Bryan has siblings, and I am fortunate to have become friends with their adoptive parents. They are a huge support to me, more than they could possibly know, and I respect them so much; you do get to learn who you can rely on and trust in your network of friends and contacts – help often comes from the most unexpected quarter.

Adoption is worth it. A child with a disrupted past is absolutely worth investing in; more than that, they deserve investing in. I love my son; I guarantee that I love him as much as I would love a son who was biologically mine. He is brilliant, funny, interesting, and clever, and I’ve learnt so much from him.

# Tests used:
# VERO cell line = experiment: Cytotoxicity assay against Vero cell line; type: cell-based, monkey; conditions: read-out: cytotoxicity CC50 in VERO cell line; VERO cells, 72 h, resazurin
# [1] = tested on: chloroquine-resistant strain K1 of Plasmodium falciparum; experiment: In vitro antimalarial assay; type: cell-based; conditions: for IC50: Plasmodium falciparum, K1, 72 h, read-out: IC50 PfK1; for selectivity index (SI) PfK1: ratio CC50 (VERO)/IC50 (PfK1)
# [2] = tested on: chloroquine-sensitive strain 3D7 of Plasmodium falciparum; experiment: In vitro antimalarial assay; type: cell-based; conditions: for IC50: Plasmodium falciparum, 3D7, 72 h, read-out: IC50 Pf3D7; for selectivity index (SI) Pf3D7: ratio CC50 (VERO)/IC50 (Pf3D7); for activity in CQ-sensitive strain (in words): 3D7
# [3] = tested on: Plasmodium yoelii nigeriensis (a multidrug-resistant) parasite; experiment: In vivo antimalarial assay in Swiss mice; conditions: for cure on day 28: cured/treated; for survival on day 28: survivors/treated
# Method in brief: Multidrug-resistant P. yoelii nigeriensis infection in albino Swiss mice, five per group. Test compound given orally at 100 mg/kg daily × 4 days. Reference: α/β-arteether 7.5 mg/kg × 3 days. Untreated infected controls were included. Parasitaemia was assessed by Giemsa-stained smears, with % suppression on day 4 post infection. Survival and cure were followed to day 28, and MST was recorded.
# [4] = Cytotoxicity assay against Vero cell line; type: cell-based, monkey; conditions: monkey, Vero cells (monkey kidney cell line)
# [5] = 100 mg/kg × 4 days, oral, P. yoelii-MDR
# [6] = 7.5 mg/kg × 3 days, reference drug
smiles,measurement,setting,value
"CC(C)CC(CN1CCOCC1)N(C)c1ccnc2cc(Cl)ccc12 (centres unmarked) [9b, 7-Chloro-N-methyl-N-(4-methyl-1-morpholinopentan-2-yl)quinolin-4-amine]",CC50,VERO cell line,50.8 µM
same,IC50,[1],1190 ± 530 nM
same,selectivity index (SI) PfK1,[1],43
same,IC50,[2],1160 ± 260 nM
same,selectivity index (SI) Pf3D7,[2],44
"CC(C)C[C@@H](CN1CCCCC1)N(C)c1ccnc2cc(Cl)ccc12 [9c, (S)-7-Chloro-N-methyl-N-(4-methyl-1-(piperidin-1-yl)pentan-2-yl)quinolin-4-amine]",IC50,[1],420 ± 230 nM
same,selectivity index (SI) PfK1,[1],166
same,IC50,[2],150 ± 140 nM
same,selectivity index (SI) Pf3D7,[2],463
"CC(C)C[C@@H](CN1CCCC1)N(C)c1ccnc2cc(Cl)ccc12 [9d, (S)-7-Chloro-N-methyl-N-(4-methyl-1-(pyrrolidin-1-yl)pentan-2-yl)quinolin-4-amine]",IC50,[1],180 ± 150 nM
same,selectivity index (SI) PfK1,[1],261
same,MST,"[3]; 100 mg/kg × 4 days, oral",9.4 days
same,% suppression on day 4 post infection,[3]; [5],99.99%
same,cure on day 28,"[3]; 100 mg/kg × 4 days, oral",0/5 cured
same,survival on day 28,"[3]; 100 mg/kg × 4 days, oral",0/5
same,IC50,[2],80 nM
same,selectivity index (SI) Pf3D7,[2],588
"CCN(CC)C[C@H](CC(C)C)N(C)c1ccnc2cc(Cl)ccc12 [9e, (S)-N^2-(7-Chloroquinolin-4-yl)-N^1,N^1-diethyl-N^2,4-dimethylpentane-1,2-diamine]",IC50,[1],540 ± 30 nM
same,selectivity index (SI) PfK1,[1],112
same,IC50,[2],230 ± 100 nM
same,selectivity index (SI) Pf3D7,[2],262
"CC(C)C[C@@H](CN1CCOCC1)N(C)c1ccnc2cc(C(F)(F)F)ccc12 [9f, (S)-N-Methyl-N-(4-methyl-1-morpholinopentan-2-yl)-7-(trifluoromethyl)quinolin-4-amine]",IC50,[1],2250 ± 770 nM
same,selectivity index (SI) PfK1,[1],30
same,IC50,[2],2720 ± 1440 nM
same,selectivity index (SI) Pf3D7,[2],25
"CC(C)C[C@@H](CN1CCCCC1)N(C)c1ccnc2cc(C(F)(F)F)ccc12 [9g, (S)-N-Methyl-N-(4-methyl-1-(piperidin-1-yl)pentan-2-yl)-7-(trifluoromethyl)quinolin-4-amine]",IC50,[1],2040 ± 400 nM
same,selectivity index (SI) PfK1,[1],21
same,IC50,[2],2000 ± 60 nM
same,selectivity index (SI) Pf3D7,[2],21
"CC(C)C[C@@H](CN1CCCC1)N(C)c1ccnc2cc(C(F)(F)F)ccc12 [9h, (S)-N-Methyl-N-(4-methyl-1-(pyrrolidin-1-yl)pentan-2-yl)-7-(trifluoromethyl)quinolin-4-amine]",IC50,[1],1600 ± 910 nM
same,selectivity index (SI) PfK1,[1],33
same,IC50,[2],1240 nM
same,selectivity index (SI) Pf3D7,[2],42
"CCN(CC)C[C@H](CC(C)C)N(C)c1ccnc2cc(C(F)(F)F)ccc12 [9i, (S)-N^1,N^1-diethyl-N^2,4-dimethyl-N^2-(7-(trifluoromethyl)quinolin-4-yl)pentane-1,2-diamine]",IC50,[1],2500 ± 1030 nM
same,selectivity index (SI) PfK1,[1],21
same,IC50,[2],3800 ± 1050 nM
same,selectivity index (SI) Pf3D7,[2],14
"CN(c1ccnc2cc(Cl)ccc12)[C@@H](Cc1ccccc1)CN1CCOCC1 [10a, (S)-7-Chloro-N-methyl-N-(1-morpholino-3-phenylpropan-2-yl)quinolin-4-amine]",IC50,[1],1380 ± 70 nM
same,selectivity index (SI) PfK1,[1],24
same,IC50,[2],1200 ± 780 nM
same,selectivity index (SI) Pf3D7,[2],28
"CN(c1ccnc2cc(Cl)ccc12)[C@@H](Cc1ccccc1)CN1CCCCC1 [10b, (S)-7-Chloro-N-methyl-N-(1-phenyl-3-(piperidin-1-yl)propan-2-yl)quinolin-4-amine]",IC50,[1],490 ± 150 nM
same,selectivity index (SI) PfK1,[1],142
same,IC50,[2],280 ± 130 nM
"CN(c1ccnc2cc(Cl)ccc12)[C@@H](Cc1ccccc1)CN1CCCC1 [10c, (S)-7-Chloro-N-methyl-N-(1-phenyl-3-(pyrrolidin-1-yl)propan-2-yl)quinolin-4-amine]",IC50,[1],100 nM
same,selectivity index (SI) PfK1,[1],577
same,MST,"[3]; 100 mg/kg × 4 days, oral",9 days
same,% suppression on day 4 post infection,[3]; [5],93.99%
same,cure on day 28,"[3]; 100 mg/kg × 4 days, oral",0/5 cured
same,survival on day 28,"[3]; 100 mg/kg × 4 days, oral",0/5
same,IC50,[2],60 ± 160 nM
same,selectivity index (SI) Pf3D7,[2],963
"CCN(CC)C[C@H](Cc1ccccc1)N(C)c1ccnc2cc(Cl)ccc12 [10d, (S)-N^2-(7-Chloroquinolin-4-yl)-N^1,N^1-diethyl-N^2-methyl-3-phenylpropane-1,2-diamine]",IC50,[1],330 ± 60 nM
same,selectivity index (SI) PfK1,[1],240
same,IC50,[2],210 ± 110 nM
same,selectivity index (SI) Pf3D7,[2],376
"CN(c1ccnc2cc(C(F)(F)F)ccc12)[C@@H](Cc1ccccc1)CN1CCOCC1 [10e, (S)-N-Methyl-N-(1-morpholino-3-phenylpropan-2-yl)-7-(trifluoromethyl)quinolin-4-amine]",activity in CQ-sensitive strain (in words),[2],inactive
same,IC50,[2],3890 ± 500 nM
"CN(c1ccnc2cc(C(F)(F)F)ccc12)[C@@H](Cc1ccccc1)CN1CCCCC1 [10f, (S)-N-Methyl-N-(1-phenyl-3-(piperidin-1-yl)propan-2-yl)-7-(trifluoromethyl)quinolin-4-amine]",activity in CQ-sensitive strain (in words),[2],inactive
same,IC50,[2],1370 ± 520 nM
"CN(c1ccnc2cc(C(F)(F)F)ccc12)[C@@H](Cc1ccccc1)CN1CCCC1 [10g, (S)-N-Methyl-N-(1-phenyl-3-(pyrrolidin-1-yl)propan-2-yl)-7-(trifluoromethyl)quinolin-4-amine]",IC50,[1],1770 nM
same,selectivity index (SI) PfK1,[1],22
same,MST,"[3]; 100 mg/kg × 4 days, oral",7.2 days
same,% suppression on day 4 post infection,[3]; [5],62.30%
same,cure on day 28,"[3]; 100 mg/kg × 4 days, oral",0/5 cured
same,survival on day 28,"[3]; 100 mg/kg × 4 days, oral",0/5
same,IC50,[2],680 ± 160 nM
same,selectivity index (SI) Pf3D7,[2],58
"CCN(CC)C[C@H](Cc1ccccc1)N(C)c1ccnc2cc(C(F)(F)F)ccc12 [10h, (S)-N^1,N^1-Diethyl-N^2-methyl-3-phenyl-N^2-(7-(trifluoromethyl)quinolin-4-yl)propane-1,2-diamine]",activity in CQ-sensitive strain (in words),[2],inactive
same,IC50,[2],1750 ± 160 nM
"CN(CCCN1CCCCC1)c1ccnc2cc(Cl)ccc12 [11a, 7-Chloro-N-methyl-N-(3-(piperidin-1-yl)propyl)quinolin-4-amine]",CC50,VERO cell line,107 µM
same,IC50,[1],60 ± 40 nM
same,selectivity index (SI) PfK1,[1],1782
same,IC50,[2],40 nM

If you ever can adopt, then do it; don’t worry about the perceptions of others, or the work involved in becoming adoptive parents – every second is worth it.